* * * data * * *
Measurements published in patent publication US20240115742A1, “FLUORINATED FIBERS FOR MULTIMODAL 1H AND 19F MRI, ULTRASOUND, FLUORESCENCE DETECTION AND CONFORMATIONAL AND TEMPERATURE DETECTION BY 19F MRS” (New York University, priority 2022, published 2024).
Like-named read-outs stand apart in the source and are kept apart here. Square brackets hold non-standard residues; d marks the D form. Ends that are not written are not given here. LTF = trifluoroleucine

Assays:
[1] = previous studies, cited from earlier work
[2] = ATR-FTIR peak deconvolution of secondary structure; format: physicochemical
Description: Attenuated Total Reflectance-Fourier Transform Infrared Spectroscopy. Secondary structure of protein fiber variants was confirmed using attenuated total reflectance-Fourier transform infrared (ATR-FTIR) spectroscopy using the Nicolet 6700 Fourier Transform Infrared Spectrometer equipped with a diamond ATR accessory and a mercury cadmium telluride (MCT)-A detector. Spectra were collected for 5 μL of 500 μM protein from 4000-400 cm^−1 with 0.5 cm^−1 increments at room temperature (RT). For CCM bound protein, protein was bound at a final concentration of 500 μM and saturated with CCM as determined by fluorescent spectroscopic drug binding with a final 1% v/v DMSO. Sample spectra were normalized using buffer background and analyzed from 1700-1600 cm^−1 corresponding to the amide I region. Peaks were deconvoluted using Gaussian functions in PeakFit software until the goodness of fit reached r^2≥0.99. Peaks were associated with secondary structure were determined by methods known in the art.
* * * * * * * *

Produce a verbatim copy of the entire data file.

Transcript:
Measurements published in patent publication US20240115742A1, “FLUORINATED FIBERS FOR MULTIMODAL 1H AND 19F MRI, ULTRASOUND, FLUORESCENCE DETECTION AND CONFORMATIONAL AND TEMPERATURE DETECTION BY 19F MRS” (New York University, priority 2022, published 2024).
Like-named read-outs stand apart in the source and are kept apart here. Square brackets hold non-standard residues; d marks the D form. Ends that are not written are not given here. LTF = trifluoroleucine

Assays:
[1] = previous studies, cited from earlier work
[2] = ATR-FTIR peak deconvolution of secondary structure; format: physicochemical
Description: Attenuated Total Reflectance-Fourier Transform Infrared Spectroscopy. Secondary structure of protein fiber variants was confirmed using attenuated total reflectance-Fourier transform infrared (ATR-FTIR) spectroscopy using the Nicolet 6700 Fourier Transform Infrared Spectrometer equipped with a diamond ATR accessory and a mercury cadmium telluride (MCT)-A detector. Spectra were collected for 5 μL of 500 μM protein from 4000-400 cm^−1 with 0.5 cm^−1 increments at room temperature (RT). For CCM bound protein, protein was bound at a final concentration of 500 μM and saturated with CCM as determined by fluorescent spectroscopic drug binding with a final 1% v/v DMSO. Sample spectra were normalized using buffer background and analyzed from 1700-1600 cm^−1 corresponding to the amide I region. Peaks were deconvoluted using Gaussian functions in PeakFit software until the goodness of fit reached r^2≥0.99. Peaks were associated with secondary structure were determined by methods known in the art.